You’re always better off having issues in statute than in an agreement, because you know, union leaders change, elected officials change. So, if it’s really that important, you want to make sure that it survives any administration or any change in union leadership. The issue with safe staffing is more complicated in a year where we’re looking at a tremendous Medicaid deficit. The hospitals will argue, again, this costs them money. I told them a million times: “Tell us how much. What will this cost you?”If the hospitals think that this is actually going to happen, they’ll come forward and tell us how much. Now, maybe you don’t need every unit to be treated the same way. I don’t know, that’s something they’ll have to figure out. There’s another argument to be made that this is an issue that should be dealt with in the nurses union’s contracts. But then you’ll wind up with nurses in hospitals where they’re represented having better working conditions than nurses in non-unionized hospitals – which of course would be a reason to unionize, but it doesn’t really solve the problem. If patients are entitled to a particular nurse staffing ratio because it’d be good for overall patient care, then why would you want to have two different standards in New York state?

You were also the lead sponsor on legalizing medical marijuana. Are you interested in expanding or improving that program this year?

Yes! Absolutely. I’m not trying to disrupt the negotiations around adult use, but I’m not going to sit back and wait till the last minute because patients in this state are waiting too long, paying too much, and it’s unfair to them to get caught up in a political debate about whether or not we should do adult use marijuana. We can walk and chew gum at the same time. We have an existing program that isn’t meeting the needs of patients because it is too narrow, too small and too expensive. We have to fix that.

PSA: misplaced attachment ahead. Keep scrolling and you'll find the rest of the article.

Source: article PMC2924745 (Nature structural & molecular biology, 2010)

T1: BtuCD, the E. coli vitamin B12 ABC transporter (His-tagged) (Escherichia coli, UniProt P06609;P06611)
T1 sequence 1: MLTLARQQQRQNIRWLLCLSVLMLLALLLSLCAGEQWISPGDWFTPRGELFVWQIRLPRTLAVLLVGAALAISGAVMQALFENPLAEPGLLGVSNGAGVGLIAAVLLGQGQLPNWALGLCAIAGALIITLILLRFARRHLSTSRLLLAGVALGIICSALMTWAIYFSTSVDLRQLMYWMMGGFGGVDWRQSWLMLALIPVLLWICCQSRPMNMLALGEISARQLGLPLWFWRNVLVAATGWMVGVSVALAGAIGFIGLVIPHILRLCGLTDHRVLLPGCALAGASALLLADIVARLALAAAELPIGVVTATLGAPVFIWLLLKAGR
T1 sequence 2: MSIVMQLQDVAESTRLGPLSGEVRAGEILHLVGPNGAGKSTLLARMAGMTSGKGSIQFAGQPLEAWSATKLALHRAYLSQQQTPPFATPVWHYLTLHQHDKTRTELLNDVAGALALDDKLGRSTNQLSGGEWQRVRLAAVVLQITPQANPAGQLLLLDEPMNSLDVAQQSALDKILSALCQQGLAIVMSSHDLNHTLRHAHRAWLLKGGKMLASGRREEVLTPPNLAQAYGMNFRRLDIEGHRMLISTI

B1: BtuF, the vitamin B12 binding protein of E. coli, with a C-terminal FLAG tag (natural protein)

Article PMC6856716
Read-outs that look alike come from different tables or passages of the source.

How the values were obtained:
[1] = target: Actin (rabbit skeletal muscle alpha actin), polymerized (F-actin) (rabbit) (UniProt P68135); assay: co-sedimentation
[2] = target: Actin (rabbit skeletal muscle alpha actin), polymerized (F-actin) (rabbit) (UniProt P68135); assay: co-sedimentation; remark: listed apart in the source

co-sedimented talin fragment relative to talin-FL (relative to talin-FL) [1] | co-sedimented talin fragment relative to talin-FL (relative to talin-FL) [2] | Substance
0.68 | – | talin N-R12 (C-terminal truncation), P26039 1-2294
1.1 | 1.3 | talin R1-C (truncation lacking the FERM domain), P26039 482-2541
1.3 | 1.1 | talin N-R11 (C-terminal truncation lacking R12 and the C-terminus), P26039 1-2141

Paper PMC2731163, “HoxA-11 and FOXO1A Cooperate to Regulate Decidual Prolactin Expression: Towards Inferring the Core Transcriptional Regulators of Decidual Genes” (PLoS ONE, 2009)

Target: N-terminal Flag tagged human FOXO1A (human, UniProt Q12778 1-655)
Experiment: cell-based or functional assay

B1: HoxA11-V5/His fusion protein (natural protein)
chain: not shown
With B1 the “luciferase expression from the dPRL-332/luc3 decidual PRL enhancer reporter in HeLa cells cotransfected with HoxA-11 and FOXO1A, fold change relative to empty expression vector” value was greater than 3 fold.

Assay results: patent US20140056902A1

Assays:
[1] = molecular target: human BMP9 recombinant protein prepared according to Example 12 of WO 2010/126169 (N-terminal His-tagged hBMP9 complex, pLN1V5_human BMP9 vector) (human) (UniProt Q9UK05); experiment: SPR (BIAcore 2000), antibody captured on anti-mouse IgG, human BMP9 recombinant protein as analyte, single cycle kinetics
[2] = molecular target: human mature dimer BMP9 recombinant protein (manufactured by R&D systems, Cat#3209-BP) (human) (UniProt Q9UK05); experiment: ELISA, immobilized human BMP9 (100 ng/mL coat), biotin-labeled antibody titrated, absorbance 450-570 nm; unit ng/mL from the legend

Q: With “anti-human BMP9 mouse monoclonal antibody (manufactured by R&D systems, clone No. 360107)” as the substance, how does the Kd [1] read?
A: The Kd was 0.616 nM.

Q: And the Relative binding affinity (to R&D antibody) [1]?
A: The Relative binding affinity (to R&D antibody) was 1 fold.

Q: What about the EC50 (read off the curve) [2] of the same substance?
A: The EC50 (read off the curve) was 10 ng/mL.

You also have a bill to legalize medical marijuana for animals. Are the current veterinary medicines not enough?

It’s like people! If you have an animal and they require pain medication, they give them the same medication they give you! It’s just smaller doses. So, if it works for you, then why wouldn’t it work for pets? Other states have done it. If my cat requires oxycontin because he’s got cancer, there’s not special oxycontin for cats. It’s the same stuff they give you or me. 

Staten Island is getting its first cannabis dispensary. You’ve said that people have turned to the black market if they’re too far from a dispensary. Do you see that as playing any role in the opioid crisis?

Yes, absolutely. In the past five years we’ve seen an incredibly sophisticated underground illicit market where they deliver stuff to your house that looks remarkably like medical products. That’s what our competition is on the medical side, if we don’t handle the adult use. If you overtax it, because you want to try and find ways to satisfy everyone’s demand, all that will do is create an untenable legal market in New York state. That’s what happened in California. It makes no sense. You want to strike the right balance. You want to make sure it’s available so that people can access it. You want to make sure that it’s not overly taxed or incredibly expensive to produce. That means flower product is the cheapest way to go. Because if not, we’re just going to be losing all of our money, it’s going to bleed back into the black market. And nobody feels bad, nobody sneaks into a back alley to buy marijuana anymore. You sit at home, you open a weed app, somebody brings it to your house.